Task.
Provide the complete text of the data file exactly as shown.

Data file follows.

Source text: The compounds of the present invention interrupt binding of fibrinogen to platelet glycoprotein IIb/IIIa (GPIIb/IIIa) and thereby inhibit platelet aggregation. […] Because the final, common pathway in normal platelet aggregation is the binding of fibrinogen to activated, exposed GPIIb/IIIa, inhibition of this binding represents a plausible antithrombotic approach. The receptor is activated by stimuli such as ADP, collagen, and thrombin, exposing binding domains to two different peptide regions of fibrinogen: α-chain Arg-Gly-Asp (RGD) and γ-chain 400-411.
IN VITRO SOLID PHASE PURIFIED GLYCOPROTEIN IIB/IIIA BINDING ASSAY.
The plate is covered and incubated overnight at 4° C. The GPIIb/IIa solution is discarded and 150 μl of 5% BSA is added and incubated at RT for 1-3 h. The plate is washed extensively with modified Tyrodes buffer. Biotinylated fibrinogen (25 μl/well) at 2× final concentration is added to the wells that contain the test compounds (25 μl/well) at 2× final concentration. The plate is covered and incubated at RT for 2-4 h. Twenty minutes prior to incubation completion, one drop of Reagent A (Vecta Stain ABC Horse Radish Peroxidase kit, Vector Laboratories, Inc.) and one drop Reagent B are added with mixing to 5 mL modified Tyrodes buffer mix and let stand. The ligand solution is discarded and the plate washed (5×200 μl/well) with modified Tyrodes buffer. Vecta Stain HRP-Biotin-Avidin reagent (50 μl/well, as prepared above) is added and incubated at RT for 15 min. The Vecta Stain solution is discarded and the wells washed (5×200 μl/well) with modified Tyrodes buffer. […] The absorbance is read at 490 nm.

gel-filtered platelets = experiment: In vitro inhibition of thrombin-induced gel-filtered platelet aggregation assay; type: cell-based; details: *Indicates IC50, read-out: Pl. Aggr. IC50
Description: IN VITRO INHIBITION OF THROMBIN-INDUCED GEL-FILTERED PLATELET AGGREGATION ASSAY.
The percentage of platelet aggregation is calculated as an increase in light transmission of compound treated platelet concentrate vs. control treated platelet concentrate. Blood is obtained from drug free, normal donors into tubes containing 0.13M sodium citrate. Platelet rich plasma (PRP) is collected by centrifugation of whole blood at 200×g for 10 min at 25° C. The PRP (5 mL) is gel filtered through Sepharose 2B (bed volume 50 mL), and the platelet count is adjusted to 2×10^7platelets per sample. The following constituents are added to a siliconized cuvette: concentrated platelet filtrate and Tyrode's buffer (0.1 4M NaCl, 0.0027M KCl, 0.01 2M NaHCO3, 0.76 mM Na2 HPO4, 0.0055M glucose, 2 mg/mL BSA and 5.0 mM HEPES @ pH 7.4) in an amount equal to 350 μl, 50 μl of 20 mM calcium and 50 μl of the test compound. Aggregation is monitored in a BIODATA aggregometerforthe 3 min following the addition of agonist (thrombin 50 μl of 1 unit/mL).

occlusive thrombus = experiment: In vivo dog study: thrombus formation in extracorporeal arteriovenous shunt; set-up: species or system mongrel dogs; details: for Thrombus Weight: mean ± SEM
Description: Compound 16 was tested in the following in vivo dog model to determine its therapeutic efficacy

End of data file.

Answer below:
Source text: The compounds of the present invention interrupt binding of fibrinogen to platelet glycoprotein IIb/IIIa (GPIIb/IIIa) and thereby inhibit platelet aggregation. […] Because the final, common pathway in normal platelet aggregation is the binding of fibrinogen to activated, exposed GPIIb/IIIa, inhibition of this binding represents a plausible antithrombotic approach. The receptor is activated by stimuli such as ADP, collagen, and thrombin, exposing binding domains to two different peptide regions of fibrinogen: α-chain Arg-Gly-Asp (RGD) and γ-chain 400-411.
IN VITRO SOLID PHASE PURIFIED GLYCOPROTEIN IIB/IIIA BINDING ASSAY.
The plate is covered and incubated overnight at 4° C. The GPIIb/IIa solution is discarded and 150 μl of 5% BSA is added and incubated at RT for 1-3 h. The plate is washed extensively with modified Tyrodes buffer. Biotinylated fibrinogen (25 μl/well) at 2× final concentration is added to the wells that contain the test compounds (25 μl/well) at 2× final concentration. The plate is covered and incubated at RT for 2-4 h. Twenty minutes prior to incubation completion, one drop of Reagent A (Vecta Stain ABC Horse Radish Peroxidase kit, Vector Laboratories, Inc.) and one drop Reagent B are added with mixing to 5 mL modified Tyrodes buffer mix and let stand. The ligand solution is discarded and the plate washed (5×200 μl/well) with modified Tyrodes buffer. Vecta Stain HRP-Biotin-Avidin reagent (50 μl/well, as prepared above) is added and incubated at RT for 15 min. The Vecta Stain solution is discarded and the wells washed (5×200 μl/well) with modified Tyrodes buffer. […] The absorbance is read at 490 nm.

gel-filtered platelets = experiment: In vitro inhibition of thrombin-induced gel-filtered platelet aggregation assay; type: cell-based; details: *Indicates IC50, read-out: Pl. Aggr. IC50
Description: IN VITRO INHIBITION OF THROMBIN-INDUCED GEL-FILTERED PLATELET AGGREGATION ASSAY.
The percentage of platelet aggregation is calculated as an increase in light transmission of compound treated platelet concentrate vs. control treated platelet concentrate. Blood is obtained from drug free, normal donors into tubes containing 0.13M sodium citrate. Platelet rich plasma (PRP) is collected by centrifugation of whole blood at 200×g for 10 min at 25° C. The PRP (5 mL) is gel filtered through Sepharose 2B (bed volume 50 mL), and the platelet count is adjusted to 2×10^7platelets per sample. The following constituents are added to a siliconized cuvette: concentrated platelet filtrate and Tyrode's buffer (0.1 4M NaCl, 0.0027M KCl, 0.01 2M NaHCO3, 0.76 mM Na2 HPO4, 0.0055M glucose, 2 mg/mL BSA and 5.0 mM HEPES @ pH 7.4) in an amount equal to 350 μl, 50 μl of 20 mM calcium and 50 μl of the test compound. Aggregation is monitored in a BIODATA aggregometerforthe 3 min following the addition of agonist (thrombin 50 μl of 1 unit/mL).

occlusive thrombus = experiment: In vivo dog study: thrombus formation in extracorporeal arteriovenous shunt; set-up: species or system mongrel dogs; details: for Thrombus Weight: mean ± SEM
Description: Compound 16 was tested in the following in vivo dog model to determine its therapeutic efficacy